CIVIL SOCIETY KNOWS only too well the power of disinformation. It is increasingly deployed as one of the tools to attack civil society. States, rogue politicians and anti-rights groups, often working in concert, deliberately sow disinformation to further their political agendas and tarnish those seen as standing in their way.
The COVID-19 pandemic offered further evidence of the ways in which disinformation can skew public discourse and directly cause harm to people’s lives: in the pandemic, disinformation had the power to persuade people not to take potentially life-saving measures and endanger not only their own lives but those of others.
There is little that is accidental about disinformation. Powerful political forces use disinformation as a key instrument of repression, twisting and bending public narratives, and undermining and attacking opposing viewpoints. Disinformation often forms part of a suite of measures that seek to channel and control the power of the internet and social media, allied with censorship, shutdowns, online surveillance and the deployment of armies of paid trolls to propagate hate speech and attack people exercising their freedom of expression.
Those who have the least power, members of excluded groups, are often the victims. Civil society is targeted because it works to defend rights, advocate for social, political, and economic change and hold those in power to account. Disinformation threatens to deny civil society its voice and misrepresent what civil society stands for.
STATE OFFENSIVE IN THE DIGITAL ERA
Across Asia, the focus of this research, governments and political and economic elites are using disinformation to their benefit.
Among many other examples in the Philippines, cyber-troll armies known as ‘call centre hubs’, linked to supporters of President Rodrigo Duterte,disseminate false and malicious content, including misleading memes, and conduct targeted harassment campaigns. Duterte supporters use call centre hubs to smear and boycott media networks that have been critical of the government’s human rights violations.
In Vietnam, following a protest against land grabbing that turned violent, Vietnam’s cyber-army, known as Force 47, was deployed to counter social media comments that criticised the way the authorities handled the situation. Force 47 responded by flooding social media with forced confessions in which people said they had made petrol bombs and other weapons in order to attack the police.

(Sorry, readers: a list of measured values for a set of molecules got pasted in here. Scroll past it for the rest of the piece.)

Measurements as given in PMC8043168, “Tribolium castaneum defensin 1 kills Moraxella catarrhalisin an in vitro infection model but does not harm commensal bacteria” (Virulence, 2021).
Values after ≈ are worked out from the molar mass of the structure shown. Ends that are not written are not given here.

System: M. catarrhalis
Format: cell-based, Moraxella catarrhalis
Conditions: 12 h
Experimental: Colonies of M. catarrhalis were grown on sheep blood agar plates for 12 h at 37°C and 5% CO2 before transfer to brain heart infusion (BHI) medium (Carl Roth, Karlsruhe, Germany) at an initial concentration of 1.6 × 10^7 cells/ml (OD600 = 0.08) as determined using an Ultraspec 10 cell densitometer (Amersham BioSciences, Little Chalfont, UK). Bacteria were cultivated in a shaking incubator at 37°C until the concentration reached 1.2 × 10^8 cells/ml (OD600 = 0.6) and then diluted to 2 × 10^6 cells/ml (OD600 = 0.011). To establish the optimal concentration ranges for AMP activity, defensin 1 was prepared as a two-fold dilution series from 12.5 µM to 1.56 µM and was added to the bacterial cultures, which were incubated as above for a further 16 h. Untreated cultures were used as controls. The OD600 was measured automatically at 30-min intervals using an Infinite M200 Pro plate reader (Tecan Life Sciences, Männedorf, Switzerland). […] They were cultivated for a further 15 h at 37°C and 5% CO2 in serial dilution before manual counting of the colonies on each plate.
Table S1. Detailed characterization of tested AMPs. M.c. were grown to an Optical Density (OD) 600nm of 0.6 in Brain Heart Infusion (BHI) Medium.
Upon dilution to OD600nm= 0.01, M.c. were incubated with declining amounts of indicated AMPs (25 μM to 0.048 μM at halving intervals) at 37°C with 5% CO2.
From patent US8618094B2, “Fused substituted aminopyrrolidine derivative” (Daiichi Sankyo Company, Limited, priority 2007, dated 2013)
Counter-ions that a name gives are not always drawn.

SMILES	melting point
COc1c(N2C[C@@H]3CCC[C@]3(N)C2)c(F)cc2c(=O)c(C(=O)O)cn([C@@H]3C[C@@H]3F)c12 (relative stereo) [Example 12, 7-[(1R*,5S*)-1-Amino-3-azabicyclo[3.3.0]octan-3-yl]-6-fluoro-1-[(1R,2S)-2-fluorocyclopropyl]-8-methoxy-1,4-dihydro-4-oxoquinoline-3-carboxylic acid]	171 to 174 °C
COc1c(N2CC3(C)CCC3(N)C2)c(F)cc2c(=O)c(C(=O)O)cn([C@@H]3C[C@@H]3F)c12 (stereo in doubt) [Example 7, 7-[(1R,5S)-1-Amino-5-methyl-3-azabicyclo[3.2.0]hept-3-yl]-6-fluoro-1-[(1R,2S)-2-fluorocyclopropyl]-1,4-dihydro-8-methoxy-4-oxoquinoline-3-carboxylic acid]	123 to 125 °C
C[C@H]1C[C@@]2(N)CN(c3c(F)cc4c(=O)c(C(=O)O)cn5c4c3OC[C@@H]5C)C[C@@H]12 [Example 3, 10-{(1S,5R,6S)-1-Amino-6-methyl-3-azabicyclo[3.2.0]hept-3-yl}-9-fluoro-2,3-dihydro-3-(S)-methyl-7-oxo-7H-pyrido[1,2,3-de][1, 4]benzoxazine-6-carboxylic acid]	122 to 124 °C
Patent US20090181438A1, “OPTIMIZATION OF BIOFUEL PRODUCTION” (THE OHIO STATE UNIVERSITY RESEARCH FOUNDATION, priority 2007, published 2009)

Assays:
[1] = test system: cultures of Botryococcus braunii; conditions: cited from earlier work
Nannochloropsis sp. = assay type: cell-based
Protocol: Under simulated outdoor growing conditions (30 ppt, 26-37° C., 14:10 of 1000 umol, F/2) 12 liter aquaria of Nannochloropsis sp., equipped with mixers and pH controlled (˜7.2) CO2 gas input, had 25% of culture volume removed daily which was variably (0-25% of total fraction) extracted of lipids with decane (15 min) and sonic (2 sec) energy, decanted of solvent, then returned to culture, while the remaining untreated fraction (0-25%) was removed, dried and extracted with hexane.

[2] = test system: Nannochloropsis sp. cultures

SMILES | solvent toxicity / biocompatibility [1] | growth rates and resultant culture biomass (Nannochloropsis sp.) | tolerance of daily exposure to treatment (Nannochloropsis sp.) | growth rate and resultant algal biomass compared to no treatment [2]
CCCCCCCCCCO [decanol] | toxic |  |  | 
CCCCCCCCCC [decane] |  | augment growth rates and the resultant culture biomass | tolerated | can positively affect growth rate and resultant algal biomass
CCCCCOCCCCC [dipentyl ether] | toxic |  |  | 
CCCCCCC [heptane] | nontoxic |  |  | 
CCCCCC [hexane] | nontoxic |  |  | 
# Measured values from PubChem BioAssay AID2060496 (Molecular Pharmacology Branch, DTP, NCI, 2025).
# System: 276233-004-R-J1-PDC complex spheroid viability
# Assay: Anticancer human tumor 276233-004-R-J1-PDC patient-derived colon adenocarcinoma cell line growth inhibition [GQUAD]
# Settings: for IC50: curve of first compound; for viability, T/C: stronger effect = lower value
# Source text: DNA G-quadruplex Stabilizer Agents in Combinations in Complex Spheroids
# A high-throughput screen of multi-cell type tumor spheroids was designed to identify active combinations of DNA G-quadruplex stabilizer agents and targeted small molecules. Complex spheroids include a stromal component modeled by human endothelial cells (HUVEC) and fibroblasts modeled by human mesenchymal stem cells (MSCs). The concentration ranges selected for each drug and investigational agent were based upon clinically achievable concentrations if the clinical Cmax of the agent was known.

As part of China’s repression of Hong Kong’s democracy movement, pro-Beijing media outlets uncritically echo and boost state policies and dispense state propaganda while simultaneously denying any space for dissenting voices. Similarly, in West Papua, people’s long struggle for independence from Indonesia is systematically thwarted not only through the state’s use of brute force but also through the regime’s unrelenting attempts to propagate a dominant narrative that serves its continuing rule. Online manipulation of opinion and targeted, well-funded cyber attacks against civil society and independent media are routinely deployed.
CIVIL SOCIETY IN THE CROSSHAIRS
Civil society is a target of disinformation, and civil society must be part of the solution. Clearly, in many countries ruling interests have no interest in tackling a problem that works in their favour. Civil society has long wrestled with the challenge of how to combat disinformation.
As part of any response there is a need to rebut mistruth and check facts, and expose the machinery and economy of disinformation. There is also a need to promote counter-narratives that are grounded in truth and respect for rights. Counter-narratives need to give space for those attacked and excluded to tell their own stories and foster understanding of their realities. This calls for collaborative and inclusive approaches that bring together a range of different civic groups and voices.
None of this is easy, and there is an urgent need to share and learn from examples of what works. Case studies of innovative and successful stories of civil society initiatives to combat disinformation have the power to inspire us. We can learn from them and adapt them to our own circumstances.
LEARNING FROM ASIA
This new research seeks to encourage just that. The learning comes from Asia, but has lessons for civil society across the world. Case studies from Cambodia, Hong Kong, the Philippines and Indonesia, Mindanao and West Papua provide fresh insights into disinformation and strategies to counter it.
Alongside this, artists were tasked with responding to disinformation, and this research shows the fruits of their initiatives in engaging with the public in fresh and creative ways, highlighting the innovative strategies, new alliances, and out-of-the-box thinking required of civil society in fighting disinformation and promoting counter-narratives.
Research was conducted in the first year of the COVID-19 pandemic, and the lessons and insights it holds remain applicable today as societies still struggle with the pandemic and its impacts. The problems of disinformation and broader attacks on civic space only intensified during the pandemic. Any hopes of rebuilding our societies to be better following the pandemic must get to grips with this problem.
More research and more initiatives such as those captured in this report are needed if we are to win back control of our own narratives and rob disinformation of its power. These case studies offer a valuable jumping-off point for further action, reflection, and collaboration.
CIVICUS is a global alliance of civil society organisations and activists dedicated to strengthening citizen action and civil society throughout the world, with a membership alliance of more than 10,000 members in more than 175 countries.
This foreword by CIVICUS is from Hijacking & Weaponizing The Narrative: Disinformation Amid Rising Repression in East Asia, published by CIVICUS.